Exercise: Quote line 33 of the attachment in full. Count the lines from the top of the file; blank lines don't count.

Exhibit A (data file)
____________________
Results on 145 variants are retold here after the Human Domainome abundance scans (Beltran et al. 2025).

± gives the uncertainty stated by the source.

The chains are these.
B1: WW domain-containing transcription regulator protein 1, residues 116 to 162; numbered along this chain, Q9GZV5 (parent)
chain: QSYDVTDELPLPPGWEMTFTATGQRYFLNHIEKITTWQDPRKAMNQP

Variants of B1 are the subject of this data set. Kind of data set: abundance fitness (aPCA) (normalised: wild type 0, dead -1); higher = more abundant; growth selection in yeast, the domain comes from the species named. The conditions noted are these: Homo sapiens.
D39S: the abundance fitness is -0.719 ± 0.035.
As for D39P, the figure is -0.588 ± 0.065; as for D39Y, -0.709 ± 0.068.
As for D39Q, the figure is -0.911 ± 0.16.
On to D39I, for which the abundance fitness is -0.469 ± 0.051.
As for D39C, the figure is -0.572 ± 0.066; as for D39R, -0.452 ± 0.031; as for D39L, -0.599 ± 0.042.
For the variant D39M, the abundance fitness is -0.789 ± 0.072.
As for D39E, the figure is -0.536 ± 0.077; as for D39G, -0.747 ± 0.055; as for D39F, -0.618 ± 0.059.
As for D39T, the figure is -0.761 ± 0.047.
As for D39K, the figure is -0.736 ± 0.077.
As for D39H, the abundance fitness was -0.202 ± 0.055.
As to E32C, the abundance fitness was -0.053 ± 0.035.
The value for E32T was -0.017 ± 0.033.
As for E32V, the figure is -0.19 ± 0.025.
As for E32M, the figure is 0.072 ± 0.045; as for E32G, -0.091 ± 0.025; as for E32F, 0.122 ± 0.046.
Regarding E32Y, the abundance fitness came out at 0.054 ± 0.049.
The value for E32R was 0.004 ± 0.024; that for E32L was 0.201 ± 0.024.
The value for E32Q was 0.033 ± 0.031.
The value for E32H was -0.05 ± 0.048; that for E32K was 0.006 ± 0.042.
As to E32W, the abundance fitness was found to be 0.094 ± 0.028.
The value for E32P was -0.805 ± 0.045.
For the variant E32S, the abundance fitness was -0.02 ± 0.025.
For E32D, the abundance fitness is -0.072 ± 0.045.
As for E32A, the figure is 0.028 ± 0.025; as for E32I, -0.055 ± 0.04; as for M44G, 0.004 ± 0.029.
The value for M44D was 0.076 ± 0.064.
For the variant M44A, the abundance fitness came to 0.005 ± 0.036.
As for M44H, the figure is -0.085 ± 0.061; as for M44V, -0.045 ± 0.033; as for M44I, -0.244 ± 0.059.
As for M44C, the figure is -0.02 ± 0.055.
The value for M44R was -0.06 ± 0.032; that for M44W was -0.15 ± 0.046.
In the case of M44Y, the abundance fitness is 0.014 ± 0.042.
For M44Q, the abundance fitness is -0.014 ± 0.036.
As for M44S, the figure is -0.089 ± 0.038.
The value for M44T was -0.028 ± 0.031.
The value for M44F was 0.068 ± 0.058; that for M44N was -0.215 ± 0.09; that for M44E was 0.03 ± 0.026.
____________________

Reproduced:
As for M44C, the figure is -0.02 ± 0.055.